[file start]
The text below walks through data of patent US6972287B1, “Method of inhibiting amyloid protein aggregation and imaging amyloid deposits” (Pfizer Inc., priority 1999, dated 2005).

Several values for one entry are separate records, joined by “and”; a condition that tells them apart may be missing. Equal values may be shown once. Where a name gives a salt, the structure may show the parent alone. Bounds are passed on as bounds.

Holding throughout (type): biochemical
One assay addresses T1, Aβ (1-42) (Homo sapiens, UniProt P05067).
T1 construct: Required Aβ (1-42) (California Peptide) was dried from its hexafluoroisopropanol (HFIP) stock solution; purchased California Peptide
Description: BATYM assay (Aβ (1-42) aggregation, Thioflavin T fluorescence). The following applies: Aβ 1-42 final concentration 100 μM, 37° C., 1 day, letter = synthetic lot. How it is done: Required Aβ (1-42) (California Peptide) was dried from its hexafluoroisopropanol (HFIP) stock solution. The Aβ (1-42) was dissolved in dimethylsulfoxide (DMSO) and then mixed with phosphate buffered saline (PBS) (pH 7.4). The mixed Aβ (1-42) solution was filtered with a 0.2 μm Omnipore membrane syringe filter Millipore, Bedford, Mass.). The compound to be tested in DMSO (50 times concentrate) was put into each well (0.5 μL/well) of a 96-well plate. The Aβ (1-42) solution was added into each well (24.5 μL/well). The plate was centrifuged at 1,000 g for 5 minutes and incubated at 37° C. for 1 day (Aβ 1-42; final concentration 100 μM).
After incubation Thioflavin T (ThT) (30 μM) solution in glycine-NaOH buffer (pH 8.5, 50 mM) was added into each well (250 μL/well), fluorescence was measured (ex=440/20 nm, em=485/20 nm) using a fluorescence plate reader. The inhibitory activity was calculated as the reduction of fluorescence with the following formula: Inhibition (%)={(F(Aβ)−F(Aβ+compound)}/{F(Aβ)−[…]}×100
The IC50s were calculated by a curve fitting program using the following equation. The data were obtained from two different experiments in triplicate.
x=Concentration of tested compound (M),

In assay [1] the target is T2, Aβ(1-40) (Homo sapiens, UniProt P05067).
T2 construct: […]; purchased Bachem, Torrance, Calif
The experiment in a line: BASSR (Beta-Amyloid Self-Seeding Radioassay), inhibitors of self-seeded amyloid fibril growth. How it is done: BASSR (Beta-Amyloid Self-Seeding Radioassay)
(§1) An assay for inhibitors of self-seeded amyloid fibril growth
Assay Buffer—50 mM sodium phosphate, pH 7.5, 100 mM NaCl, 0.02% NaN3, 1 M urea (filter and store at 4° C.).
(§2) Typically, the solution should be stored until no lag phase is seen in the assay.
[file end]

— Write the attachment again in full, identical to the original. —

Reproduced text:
The text below walks through data of patent US6972287B1, “Method of inhibiting amyloid protein aggregation and imaging amyloid deposits” (Pfizer Inc., priority 1999, dated 2005).

Several values for one entry are separate records, joined by “and”; a condition that tells them apart may be missing. Equal values may be shown once. Where a name gives a salt, the structure may show the parent alone. Bounds are passed on as bounds.

Holding throughout (type): biochemical
One assay addresses T1, Aβ (1-42) (Homo sapiens, UniProt P05067).
T1 construct: Required Aβ (1-42) (California Peptide) was dried from its hexafluoroisopropanol (HFIP) stock solution; purchased California Peptide
Description: BATYM assay (Aβ (1-42) aggregation, Thioflavin T fluorescence). The following applies: Aβ 1-42 final concentration 100 μM, 37° C., 1 day, letter = synthetic lot. How it is done: Required Aβ (1-42) (California Peptide) was dried from its hexafluoroisopropanol (HFIP) stock solution. The Aβ (1-42) was dissolved in dimethylsulfoxide (DMSO) and then mixed with phosphate buffered saline (PBS) (pH 7.4). The mixed Aβ (1-42) solution was filtered with a 0.2 μm Omnipore membrane syringe filter Millipore, Bedford, Mass.). The compound to be tested in DMSO (50 times concentrate) was put into each well (0.5 μL/well) of a 96-well plate. The Aβ (1-42) solution was added into each well (24.5 μL/well). The plate was centrifuged at 1,000 g for 5 minutes and incubated at 37° C. for 1 day (Aβ 1-42; final concentration 100 μM).
After incubation Thioflavin T (ThT) (30 μM) solution in glycine-NaOH buffer (pH 8.5, 50 mM) was added into each well (250 μL/well), fluorescence was measured (ex=440/20 nm, em=485/20 nm) using a fluorescence plate reader. The inhibitory activity was calculated as the reduction of fluorescence with the following formula: Inhibition (%)={(F(Aβ)−F(Aβ+compound)}/{F(Aβ)−[…]}×100
The IC50s were calculated by a curve fitting program using the following equation. The data were obtained from two different experiments in triplicate.
x=Concentration of tested compound (M),

In assay [1] the target is T2, Aβ(1-40) (Homo sapiens, UniProt P05067).
T2 construct: […]; purchased Bachem, Torrance, Calif
The experiment in a line: BASSR (Beta-Amyloid Self-Seeding Radioassay), inhibitors of self-seeded amyloid fibril growth. How it is done: BASSR (Beta-Amyloid Self-Seeding Radioassay)
(§1) An assay for inhibitors of self-seeded amyloid fibril growth
Assay Buffer—50 mM sodium phosphate, pH 7.5, 100 mM NaCl, 0.02% NaN3, 1 M urea (filter and store at 4° C.).
(§2) Typically, the solution should be stored until no lag phase is seen in the assay.